Senator Barack Obama’s proposal to expand federal funding for faith-based organizations is drawing a warm response from some Jewish communal groups who deal with church-state issues.
Obama’s speech on July 1 was building on the Bush administration’s Office of Faith-Based and Community Initiatives. That program has drawn fire from a number of Jewish groups who criticized the program for allowing groups receiving government funds to discriminate in their hiring practices and for being too lax about letting religious groups proselytize while carrying out government programs.
Marc Stern, general counsel for the American Jewish Congress, said that Obama’s position, as laid out in the speech, differed from Bush administration policy in two significant respects. One was that Obama pledged to ensure that groups using government funding do not proselytize — a count on which Stern said the Bush administration had been weak. Obama also asserted that religious groups could not discriminate in their hiring practices based on faith, a position that Stern said could lead to problems, particularly for positions that involve both secular and religious components.
Those problems were evident in a statement put out by Nathan Diament, public policy director of the Orthodox Union, which has been supportive of Bush’s program. Though Diament praised Obama for embracing the value of faith-based groups, he warned that Obama’s stance on hiring practices could prevent the O.U., and other religious groups, from participating at all.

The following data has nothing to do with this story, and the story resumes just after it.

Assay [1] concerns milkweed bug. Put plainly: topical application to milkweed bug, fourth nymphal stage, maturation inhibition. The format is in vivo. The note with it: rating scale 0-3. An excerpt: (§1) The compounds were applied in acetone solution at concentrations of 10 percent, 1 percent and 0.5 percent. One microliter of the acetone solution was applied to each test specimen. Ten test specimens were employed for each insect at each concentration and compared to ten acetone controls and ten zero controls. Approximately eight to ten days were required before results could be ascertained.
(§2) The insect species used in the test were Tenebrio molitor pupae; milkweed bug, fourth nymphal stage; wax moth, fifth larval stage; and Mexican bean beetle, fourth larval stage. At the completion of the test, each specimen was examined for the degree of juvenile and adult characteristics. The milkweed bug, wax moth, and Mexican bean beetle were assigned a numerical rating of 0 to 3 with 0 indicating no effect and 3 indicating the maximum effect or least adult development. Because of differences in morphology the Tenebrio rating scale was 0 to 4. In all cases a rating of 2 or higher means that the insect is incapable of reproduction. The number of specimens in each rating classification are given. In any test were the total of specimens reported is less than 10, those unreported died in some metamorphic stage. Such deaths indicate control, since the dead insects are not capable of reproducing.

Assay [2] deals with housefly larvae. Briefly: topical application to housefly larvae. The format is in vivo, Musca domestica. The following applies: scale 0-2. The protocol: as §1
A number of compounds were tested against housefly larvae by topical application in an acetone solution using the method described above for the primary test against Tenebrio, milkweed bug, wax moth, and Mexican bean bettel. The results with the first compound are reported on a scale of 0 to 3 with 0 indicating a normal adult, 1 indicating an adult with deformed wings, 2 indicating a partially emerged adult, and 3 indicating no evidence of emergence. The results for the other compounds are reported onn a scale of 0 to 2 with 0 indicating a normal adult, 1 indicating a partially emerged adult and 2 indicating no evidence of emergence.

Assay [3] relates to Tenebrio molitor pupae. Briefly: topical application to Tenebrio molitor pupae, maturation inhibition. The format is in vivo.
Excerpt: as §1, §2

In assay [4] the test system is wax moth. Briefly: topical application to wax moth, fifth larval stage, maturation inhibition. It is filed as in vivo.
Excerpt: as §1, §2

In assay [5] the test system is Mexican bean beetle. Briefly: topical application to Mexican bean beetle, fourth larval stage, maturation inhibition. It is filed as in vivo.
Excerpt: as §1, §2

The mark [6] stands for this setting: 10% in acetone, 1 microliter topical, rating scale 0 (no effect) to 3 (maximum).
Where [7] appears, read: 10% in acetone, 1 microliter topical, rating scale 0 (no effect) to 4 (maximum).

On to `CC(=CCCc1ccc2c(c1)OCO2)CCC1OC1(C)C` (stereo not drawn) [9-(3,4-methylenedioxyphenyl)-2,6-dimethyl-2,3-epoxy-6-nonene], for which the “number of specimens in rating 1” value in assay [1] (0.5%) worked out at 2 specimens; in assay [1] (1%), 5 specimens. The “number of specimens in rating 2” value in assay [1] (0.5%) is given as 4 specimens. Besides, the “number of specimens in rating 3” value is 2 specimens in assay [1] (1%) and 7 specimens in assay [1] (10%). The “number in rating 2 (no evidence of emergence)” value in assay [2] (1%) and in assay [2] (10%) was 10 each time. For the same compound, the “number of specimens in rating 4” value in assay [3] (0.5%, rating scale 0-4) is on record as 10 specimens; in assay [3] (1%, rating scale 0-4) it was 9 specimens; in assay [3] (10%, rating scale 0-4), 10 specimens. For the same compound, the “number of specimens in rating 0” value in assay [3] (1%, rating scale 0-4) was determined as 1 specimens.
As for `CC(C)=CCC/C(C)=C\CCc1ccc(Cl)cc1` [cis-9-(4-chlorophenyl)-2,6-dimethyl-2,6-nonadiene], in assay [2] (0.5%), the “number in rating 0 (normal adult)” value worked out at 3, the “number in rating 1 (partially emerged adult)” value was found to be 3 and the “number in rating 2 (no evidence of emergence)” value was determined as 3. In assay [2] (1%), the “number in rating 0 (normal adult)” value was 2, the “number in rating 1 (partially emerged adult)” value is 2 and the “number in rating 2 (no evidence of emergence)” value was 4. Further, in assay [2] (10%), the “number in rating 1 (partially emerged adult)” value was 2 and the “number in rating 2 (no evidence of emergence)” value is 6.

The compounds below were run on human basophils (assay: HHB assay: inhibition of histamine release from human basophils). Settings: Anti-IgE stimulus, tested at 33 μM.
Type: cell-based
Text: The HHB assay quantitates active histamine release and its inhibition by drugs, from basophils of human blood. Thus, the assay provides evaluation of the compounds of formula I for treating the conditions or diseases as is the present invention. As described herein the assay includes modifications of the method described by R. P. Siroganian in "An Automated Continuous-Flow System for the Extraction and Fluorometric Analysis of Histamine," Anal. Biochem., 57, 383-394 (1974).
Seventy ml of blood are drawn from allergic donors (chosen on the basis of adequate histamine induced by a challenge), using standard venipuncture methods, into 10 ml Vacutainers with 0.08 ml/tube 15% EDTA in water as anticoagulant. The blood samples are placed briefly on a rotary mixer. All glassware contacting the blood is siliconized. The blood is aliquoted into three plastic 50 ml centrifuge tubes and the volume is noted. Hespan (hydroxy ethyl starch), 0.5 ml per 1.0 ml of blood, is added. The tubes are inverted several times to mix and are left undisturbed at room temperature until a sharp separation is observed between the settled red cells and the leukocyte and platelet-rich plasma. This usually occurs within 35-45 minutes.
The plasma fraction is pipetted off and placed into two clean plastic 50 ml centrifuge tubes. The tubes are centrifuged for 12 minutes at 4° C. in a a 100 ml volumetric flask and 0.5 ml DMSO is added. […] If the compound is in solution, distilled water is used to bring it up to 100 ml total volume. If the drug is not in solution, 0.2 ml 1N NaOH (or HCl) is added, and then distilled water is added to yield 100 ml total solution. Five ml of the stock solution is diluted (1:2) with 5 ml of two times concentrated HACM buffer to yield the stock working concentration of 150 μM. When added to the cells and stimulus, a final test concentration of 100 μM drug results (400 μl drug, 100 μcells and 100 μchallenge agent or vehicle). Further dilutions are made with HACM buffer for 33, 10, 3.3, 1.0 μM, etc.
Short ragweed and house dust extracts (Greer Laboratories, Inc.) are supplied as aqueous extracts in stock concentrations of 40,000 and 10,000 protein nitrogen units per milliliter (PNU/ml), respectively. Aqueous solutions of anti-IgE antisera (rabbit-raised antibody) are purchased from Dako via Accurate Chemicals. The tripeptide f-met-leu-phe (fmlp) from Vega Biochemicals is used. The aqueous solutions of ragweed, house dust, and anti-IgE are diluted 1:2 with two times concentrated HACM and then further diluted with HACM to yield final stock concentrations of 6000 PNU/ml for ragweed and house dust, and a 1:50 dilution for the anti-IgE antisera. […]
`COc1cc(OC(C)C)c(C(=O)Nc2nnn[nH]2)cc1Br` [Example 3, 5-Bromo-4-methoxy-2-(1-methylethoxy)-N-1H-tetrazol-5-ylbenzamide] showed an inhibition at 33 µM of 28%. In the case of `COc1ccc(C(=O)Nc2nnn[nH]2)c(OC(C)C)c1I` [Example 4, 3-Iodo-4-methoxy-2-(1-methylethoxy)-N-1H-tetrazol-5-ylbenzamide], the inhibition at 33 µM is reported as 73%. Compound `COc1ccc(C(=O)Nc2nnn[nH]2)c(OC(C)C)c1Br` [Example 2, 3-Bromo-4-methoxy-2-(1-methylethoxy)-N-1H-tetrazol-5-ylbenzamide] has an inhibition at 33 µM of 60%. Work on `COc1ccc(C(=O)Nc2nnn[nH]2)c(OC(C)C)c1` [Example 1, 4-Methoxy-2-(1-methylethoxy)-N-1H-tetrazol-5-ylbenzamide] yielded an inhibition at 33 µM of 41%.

“Insisting that faith-based groups waive their legally protected rights may well undermine Sen. Obama’s stated goal of having ‘all hands on deck’ as many faith-based groups, especially small ones, will opt out of government partnerships if this is the price of admission,” Diament said in a statement.
However, other groups praised Obama for striking the right balance.
“It’s important that when government funds are used for social services that those funds not be used to support religion-based hiring decisions” for the positions that receive funds, said Richard Foltin, director of legislative affairs for the American Jewish Committee. “On those general points, it seems [Obama’s] approach gets it right.”
At the root of the problem, said Stern, is the inherent difficulty raised by using religious groups to carry out government objectives.
“The question we should be asking is, Can you use religion at government expense to achieve social services?” said Stern. “Once you say you can, it’s hard to say you can treat religious institutions as if they were secular institutions. You’re inherently going into dicey territory and you ought to recognize that you’re going into dicey territory.”